Musicians want audiences to respond to their performances, but not always with thunderous applause.
For instance, there was a cello recital at USF last week where nobody dared to clap for the first few moments after a performance of Schnittke's Sonata for Cello and Piano. It was an act of reverence toward such a bleak and horrific piece.
It was a similar experience Wednesday as the Palladium Chamber Players performed their season finale. The night included somber, serious and emotional selections as well as a healthy portion of lighthearted and humorous music. The almost sold-out hall chuckled, collectively sighed and sometimes couldn't contain their applause between movements, even though that is generally considered taboo.
Violinist and Florida Orchestra concertmaster Jeffrey Multer and pianist Jeewon Park started the concert with Beethoven's "Spring" Sonata in F major, Op. 24. Written in the same key as his "Pastoral" Symphony, this sonata is less like shepherds by a brook and more like visiting your quirky uncle in the countryside. The audience certainly enjoyed Beethoven's cheeky humor during the third movement scherzo, which is full of off-kilter stumbles.
Joaquin Turina's Quartet for Piano and Strings in A minor followed on the program. Written at the peak of Turina's creativity, this work is fiery at times — especially rhythmically — and draws heavily on Andalusian music from Spain. Park was solid on her part throughout, but Multer, cellist Edward Arron, and violist Danielle Farina lent an intense passion to the performance. The best moments of the concert? When the strings were in perfect unison during this work.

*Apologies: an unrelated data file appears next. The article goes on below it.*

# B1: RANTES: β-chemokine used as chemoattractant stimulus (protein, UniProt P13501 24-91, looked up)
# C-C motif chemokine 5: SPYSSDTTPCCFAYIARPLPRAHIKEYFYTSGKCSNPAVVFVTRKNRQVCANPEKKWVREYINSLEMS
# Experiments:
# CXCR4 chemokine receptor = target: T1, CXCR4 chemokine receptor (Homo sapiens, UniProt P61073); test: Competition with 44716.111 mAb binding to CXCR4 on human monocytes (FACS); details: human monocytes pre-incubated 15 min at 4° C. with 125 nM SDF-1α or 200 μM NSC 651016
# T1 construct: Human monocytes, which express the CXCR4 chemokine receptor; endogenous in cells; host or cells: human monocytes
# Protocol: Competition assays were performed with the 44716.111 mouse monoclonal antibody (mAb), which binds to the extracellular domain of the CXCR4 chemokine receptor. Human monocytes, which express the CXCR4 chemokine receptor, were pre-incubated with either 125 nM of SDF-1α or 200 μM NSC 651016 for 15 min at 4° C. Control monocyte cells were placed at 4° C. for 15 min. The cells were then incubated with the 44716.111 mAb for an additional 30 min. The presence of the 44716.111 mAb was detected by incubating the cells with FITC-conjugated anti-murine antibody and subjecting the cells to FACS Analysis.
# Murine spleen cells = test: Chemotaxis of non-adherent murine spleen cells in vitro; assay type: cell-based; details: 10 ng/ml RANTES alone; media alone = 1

After intermission, the ensemble finished with Antonín Dvořák's Quartet for Piano and Strings in E-flat major, Op. 87. The slow second movement might be one of the most gorgeous pieces Dvořák wrote. It starts off with the cello delicately accompanied by the rest of the quartet. This theme recurs throughout the movement and Arron modified it beautifully so that it didn't get stale. He is a master of drawing different colors from his cello. The rest of the work is pretty standard Dvořák fare, but the audience still instantly rose to their feet when it was done.
One thing is clear after this series: There is definitely an audience for midweek chamber music in St. Petersburg. And Multer announced the series will continue next year.